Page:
The authors closed the section by reminding us that mules are infertile. Therefore when you find a mule you have a temporary solution or response. You will still have the underlying paradoxes and will need to continue to work with them over time.

Walk the Tightrope

Looking for a win/win creative integration is valuable, but finding one is not always easy. Nor is it necessarily the best way to address every dilemma. Sometimes we need to shift between opposing alternatives in a process that we describe as tightrope walking.

One walks a tightrope by making microshifts to correct one’s balance. This is a way to move forward that avoids the large overcorrections that lead to ruts. This allows us to accommodate all sides of the paradox over time.

Combing the Mules and the Tightrope Walking

While researching at IBM on how these patterns work together as exemplified by strategic business unit leaders who need to maintain an existing business and innovate, it was observed that there was an expectation that would be constantly finding creative integrations. Instead, the author found that successful teams spent most of their time walking the tightrope and “subtly, frequently and purposefully shifting their focus and support.” Creative integrations occurred, but less frequently than you think would be required.

This, in reflection, is not too shocking. It makes sense that alternatively pushing each side forward one at a time should move the whole forward, albeit slowly. The creative integrations are the source of speed.

The Paradox System Tools

The Paradox system is a collection of four tools:

  • Assumptions: These leverage the power of our ability to consider opposing views at the same time so we can shift from either/or to both/and thinking.
  • Boundaries: These address being mindful of ruts, defensive moats and getting stuck in vicious cycles.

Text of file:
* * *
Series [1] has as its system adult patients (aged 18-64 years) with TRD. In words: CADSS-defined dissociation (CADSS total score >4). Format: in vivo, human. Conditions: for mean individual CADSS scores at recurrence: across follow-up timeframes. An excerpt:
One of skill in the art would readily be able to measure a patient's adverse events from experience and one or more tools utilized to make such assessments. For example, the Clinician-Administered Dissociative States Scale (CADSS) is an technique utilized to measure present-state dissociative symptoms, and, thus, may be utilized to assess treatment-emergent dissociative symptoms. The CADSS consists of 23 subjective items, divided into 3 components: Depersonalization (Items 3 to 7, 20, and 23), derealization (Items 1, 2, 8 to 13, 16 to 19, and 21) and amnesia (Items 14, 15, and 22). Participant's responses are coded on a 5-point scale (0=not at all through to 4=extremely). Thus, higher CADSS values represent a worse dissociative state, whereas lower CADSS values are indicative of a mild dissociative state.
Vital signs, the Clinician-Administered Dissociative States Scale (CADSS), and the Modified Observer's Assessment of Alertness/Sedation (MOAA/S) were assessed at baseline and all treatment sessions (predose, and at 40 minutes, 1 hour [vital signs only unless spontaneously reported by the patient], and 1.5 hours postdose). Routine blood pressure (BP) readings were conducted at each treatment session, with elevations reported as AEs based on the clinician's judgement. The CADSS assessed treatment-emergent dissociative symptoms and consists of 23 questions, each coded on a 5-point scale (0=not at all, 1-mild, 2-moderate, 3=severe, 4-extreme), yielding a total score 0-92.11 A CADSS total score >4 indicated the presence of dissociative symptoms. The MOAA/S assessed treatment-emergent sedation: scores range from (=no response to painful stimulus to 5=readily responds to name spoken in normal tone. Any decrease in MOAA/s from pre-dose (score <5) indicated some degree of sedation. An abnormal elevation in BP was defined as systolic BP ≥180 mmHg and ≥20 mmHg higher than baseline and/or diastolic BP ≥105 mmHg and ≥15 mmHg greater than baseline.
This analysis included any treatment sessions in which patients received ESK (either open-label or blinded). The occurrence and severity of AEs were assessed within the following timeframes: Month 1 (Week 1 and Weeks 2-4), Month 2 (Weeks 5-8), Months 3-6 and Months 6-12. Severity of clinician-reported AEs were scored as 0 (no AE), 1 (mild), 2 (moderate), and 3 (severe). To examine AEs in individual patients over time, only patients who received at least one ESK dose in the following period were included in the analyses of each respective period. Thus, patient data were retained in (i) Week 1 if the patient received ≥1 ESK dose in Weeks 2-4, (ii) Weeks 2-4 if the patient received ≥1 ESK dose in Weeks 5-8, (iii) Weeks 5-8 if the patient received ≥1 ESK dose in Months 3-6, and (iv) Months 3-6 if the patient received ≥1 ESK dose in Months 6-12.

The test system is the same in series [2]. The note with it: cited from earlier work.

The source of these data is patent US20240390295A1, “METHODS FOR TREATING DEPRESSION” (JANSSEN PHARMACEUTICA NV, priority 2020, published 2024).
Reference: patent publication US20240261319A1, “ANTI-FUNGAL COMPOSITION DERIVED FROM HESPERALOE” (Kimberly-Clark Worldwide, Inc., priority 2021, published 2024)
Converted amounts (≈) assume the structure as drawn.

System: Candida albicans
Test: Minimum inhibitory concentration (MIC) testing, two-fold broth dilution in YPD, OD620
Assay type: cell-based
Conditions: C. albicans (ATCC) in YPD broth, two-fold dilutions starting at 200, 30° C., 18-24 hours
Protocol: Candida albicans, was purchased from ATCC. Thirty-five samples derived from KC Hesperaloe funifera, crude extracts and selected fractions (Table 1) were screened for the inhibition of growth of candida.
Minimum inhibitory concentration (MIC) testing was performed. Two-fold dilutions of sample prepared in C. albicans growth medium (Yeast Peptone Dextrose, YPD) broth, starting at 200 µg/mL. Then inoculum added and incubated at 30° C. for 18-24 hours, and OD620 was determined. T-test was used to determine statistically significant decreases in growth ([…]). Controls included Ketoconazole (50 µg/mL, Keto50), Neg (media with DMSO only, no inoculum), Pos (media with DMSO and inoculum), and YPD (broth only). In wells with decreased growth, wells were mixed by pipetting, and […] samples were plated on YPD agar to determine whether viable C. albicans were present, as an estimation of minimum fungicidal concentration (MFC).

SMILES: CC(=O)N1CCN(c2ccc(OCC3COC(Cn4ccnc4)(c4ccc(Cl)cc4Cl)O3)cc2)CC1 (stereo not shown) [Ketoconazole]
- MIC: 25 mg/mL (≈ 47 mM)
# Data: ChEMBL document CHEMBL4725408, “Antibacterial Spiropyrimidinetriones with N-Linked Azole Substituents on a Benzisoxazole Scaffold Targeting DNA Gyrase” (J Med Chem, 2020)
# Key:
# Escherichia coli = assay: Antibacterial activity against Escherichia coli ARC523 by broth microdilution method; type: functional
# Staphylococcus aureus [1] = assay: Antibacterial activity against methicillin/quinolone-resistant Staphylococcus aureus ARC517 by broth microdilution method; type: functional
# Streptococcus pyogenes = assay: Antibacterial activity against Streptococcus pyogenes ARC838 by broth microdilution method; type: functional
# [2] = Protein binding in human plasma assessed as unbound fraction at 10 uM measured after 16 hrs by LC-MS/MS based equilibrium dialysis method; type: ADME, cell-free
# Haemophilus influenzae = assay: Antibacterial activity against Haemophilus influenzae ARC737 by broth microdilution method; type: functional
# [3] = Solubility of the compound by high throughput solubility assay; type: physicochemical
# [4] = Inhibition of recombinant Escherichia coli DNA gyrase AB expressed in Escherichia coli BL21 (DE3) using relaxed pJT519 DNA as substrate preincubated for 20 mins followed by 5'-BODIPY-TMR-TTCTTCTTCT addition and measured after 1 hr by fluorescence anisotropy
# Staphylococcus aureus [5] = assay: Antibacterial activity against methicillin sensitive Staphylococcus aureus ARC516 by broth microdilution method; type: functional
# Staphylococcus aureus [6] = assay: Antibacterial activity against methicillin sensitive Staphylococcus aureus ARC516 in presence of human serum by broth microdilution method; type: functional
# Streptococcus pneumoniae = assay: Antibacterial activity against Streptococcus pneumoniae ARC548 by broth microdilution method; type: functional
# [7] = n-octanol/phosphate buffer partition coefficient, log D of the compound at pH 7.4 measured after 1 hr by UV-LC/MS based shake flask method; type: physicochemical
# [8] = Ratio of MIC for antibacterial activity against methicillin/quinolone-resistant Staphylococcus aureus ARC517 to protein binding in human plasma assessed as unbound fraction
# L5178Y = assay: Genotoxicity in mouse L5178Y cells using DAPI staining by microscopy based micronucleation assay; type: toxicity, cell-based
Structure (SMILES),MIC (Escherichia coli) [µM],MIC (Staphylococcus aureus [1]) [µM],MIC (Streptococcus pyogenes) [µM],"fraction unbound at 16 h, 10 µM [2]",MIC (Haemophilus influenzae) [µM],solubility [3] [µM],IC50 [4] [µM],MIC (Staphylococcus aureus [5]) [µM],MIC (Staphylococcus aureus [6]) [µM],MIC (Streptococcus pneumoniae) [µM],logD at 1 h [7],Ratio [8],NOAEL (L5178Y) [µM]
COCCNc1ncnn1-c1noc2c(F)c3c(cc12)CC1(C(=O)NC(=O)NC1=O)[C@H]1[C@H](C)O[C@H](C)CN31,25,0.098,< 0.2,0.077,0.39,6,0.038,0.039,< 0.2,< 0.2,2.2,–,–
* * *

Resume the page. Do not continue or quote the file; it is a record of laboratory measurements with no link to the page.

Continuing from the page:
• Comfort: This provides focus on being ok with the discomfort that paradoxes generate and accepting it.
  • Dynamics: This is the continuous change that working with paradoxes requires.

These sets of tools are not independent; they reinforce one another. The more that we change our assumptions and mindsets, the more that we can build supporting boundaries, scaffolding, and guardrails. The more that we create such boundaries, the more that they reinforce our assumptions and emotions.

Chapter Takeaways

For completeness and my future reference, the authors suggest these takeaways

  • Intertwined patterns help us navigate paradoxes toward more virtuous cycles:
    • Breeding a mule (creative integration) involves finding a synergy that accommodates opposing sides simultaneously;
    • Tightrope walking (consistent inconsistency) involves making choices that enable ongoing microshifts between opposing sides.
  • The paradox system includes four sets of tools that work together to support both/and thinking:  assumptions, boundaries, comfort, and dynamism (ABCD).
  • The tools in the paradox system are paradoxical, comprising opposing yet interwoven elements.  Navigating paradoxes is paradoxical.

Note: I was away with my family for the last week and spent a couple of days remembering what my job was and how I am supposed to do it, hence the break. I strongly encourage you to go take one too.

I mentioned my coffee above. Another part of this effort has been that I am trying to force myself to read somewhere that isn’t my home or desk. It has been useful for focus and change of scenery reasons. The easiest option, especially as we aren’t fully into Spring/Summer yet is to choose cafes. Today I picked one with only outdoor seating near an errand I had for when my reading should be done. While I don’t plan to revisit, it did suggest that maybe outdoor seating with no cover is a bad idea for me.